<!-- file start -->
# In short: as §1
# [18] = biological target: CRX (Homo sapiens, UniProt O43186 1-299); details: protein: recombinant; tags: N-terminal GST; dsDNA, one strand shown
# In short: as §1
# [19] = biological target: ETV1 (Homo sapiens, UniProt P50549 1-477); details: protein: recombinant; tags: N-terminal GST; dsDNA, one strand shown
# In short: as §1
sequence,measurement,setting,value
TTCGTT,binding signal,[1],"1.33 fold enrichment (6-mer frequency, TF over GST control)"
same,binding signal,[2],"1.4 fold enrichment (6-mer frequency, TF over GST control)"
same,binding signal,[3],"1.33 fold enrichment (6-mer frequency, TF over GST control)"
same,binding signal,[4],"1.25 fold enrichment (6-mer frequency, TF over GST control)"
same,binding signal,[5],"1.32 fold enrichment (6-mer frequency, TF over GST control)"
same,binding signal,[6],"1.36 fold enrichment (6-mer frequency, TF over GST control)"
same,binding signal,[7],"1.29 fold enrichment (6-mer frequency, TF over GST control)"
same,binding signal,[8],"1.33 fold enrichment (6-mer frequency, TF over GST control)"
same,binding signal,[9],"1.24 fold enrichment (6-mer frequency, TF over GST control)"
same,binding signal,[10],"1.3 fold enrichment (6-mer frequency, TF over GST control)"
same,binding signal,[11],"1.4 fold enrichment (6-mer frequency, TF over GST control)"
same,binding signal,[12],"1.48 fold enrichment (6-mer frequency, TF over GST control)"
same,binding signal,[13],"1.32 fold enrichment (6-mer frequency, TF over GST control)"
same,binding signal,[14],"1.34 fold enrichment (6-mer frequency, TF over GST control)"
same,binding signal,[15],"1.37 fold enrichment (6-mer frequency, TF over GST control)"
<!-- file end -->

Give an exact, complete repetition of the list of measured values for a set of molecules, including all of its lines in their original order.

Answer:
# In short: as §1
# [18] = biological target: CRX (Homo sapiens, UniProt O43186 1-299); details: protein: recombinant; tags: N-terminal GST; dsDNA, one strand shown
# In short: as §1
# [19] = biological target: ETV1 (Homo sapiens, UniProt P50549 1-477); details: protein: recombinant; tags: N-terminal GST; dsDNA, one strand shown
# In short: as §1
sequence,measurement,setting,value
TTCGTT,binding signal,[1],"1.33 fold enrichment (6-mer frequency, TF over GST control)"
same,binding signal,[2],"1.4 fold enrichment (6-mer frequency, TF over GST control)"
same,binding signal,[3],"1.33 fold enrichment (6-mer frequency, TF over GST control)"
same,binding signal,[4],"1.25 fold enrichment (6-mer frequency, TF over GST control)"
same,binding signal,[5],"1.32 fold enrichment (6-mer frequency, TF over GST control)"
same,binding signal,[6],"1.36 fold enrichment (6-mer frequency, TF over GST control)"
same,binding signal,[7],"1.29 fold enrichment (6-mer frequency, TF over GST control)"
same,binding signal,[8],"1.33 fold enrichment (6-mer frequency, TF over GST control)"
same,binding signal,[9],"1.24 fold enrichment (6-mer frequency, TF over GST control)"
same,binding signal,[10],"1.3 fold enrichment (6-mer frequency, TF over GST control)"
same,binding signal,[11],"1.4 fold enrichment (6-mer frequency, TF over GST control)"
same,binding signal,[12],"1.48 fold enrichment (6-mer frequency, TF over GST control)"
same,binding signal,[13],"1.32 fold enrichment (6-mer frequency, TF over GST control)"
same,binding signal,[14],"1.34 fold enrichment (6-mer frequency, TF over GST control)"
same,binding signal,[15],"1.37 fold enrichment (6-mer frequency, TF over GST control)"